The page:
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Obsolete Theories In Physics
Obsolescence is the state of being which occurs when an object, service, or practice is no longer maintained or required even though it may still be in good working order. It usually happens when something that is more efficient or less risky replaces it. The international standard IEC 62402:2019 Obsolescence Management defines obsolescence as the "transition from available to unavailable from the manufacturer in accordance with the original specification". Obsolete also refers to something that is already disused or discarded, or antiquated. Typically, obsolescence is preceded by a gradual decline in popularity. Consequences Driven by rapid technological changes, new components are developed and launched on the market with increasing speed. The result is a dramatic change in production methods of all components and their market availability. A growing industry sector is facing issues where life cycles of products no longer fit together with life cycles of required components ...
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Dictionary
A dictionary is a listing of lexemes from the lexicon of one or more specific languages, often arranged alphabetically (or by radical and stroke for ideographic languages), which may include information on definitions, usage, etymologies, pronunciations, translation, etc.Webster's New World College Dictionary, Fourth Edition, 2002 It is a lexicographical reference that shows inter-relationships among the data. A broad distinction is made between general and specialized dictionaries. Specialized dictionaries include words in specialist fields, rather than a complete range of words in the language. Lexical items that describe concepts in specific fields are usually called terms instead of words, although there is no consensus whether lexicology and terminology are two different fields of study. In theory, general dictionaries are supposed to be semasiological, mapping word to definition, while specialized dictionaries are supposed to be onomasiological, first ident ...
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London (1932) Ending The Depression Through Planned Obsolescence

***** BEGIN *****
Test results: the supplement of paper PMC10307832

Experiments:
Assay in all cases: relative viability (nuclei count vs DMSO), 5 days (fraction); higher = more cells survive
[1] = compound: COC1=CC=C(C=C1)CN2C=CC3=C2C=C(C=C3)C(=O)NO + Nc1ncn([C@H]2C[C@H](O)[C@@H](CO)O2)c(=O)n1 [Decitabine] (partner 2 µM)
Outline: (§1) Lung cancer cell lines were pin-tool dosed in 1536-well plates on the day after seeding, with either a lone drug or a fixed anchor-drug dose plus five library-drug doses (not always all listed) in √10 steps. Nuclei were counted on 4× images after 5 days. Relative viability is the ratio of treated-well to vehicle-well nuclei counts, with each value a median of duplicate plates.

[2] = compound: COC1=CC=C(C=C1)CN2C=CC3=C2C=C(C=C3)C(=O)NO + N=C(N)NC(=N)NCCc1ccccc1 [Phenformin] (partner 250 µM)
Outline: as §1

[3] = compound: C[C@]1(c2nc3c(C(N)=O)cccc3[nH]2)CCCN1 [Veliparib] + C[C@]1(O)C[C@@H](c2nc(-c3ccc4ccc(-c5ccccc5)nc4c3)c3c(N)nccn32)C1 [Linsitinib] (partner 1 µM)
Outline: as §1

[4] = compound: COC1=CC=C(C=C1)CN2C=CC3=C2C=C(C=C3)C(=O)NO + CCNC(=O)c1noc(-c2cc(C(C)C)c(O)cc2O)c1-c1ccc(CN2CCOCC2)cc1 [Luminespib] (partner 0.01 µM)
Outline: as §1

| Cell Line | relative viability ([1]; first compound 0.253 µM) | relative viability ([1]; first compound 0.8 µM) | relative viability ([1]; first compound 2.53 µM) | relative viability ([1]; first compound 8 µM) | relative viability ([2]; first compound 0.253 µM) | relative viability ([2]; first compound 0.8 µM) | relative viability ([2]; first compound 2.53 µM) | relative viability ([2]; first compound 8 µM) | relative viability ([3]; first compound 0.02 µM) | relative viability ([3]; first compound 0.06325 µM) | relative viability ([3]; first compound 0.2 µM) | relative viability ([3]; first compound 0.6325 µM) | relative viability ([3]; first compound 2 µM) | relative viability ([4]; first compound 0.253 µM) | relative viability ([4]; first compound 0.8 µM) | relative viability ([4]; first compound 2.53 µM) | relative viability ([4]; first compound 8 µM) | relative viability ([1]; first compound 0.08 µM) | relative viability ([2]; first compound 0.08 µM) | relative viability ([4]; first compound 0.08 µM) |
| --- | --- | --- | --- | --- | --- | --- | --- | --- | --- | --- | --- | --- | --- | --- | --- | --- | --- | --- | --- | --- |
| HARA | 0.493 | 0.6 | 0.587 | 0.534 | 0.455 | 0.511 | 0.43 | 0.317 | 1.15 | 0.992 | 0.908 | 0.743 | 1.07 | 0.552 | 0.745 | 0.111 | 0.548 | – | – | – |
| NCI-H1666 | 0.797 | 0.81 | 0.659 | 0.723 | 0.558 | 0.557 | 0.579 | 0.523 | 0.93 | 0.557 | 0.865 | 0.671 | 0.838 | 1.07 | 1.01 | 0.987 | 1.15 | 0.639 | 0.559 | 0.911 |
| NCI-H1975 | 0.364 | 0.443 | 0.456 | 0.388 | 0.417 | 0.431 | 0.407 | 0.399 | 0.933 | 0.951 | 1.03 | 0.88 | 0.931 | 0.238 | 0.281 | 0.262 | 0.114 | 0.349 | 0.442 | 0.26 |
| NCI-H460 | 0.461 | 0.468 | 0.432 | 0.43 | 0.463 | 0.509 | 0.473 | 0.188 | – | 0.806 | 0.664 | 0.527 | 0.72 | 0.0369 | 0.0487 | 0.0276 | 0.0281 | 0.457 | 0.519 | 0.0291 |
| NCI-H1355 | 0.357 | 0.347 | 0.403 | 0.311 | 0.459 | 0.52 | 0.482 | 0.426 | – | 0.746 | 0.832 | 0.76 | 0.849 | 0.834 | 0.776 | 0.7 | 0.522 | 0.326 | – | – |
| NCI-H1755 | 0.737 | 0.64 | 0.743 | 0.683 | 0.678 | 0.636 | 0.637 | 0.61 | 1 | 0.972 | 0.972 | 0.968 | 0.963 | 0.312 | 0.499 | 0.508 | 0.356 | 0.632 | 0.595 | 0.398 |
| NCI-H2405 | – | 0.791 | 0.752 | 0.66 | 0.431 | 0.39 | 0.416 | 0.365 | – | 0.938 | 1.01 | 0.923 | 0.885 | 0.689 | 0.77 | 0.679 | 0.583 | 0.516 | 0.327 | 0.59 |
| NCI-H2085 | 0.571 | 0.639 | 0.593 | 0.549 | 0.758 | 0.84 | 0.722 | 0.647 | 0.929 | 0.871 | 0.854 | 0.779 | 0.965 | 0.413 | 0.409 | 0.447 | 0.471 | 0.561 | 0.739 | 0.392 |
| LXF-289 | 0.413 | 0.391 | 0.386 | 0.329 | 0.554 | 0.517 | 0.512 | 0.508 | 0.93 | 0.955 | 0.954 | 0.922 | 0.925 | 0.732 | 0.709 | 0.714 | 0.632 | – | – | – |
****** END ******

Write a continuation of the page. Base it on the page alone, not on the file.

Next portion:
London is the capital and largest city of England and the United Kingdom, with a population of just under 9 million. It stands on the River Thames in south-east England at the head of a estuary down to the North Sea, and has been a major settlement for two millennia. The City of London, its ancient core and financial centre, was founded by the Romans as ''Londinium'' and retains its medieval boundaries.See also: Independent city § National capitals The City of Westminster, to the west of the City of London, has for centuries hosted the national government and parliament. Since the 19th century, the name "London" has also referred to the metropolis around this core, historically split between the counties of Middlesex, Essex, Surrey, Kent, and Hertfordshire, which largely comprises Greater London, governed by the Greater London Authority.The Greater London Authority consists of the Mayor of London and the London Assembly. The London Mayor is distinguished from the Lor ...
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List Of Archaic Technological Nomenclature
{{Refimprove, date=August 2014 Archaic technological nomenclature are forms of speech and writing which, while once commonly used to describe a particular process, method, device, or phenomenon, have fallen into disuse due to the advance of science and technology. Such archaism is inevitable where continual re-invention and discovery makes technical concepts, names and descriptions redundant. Context As technology evolves, new names are required to describe the products, services, processes, methods, and devices invented. Often, the first names and phrases brought into use by are by the inventor(s), by journalists covering the development, and marketers trying to sell the services and products. Other terms were developed by the public to explain the technology that they used. Some of these terms were initially widely used, then fell out of the common vernacular. Others failed to "catch on" and never entered common usage in the first place. Sometimes, the technologies themselves w ...
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DMSMS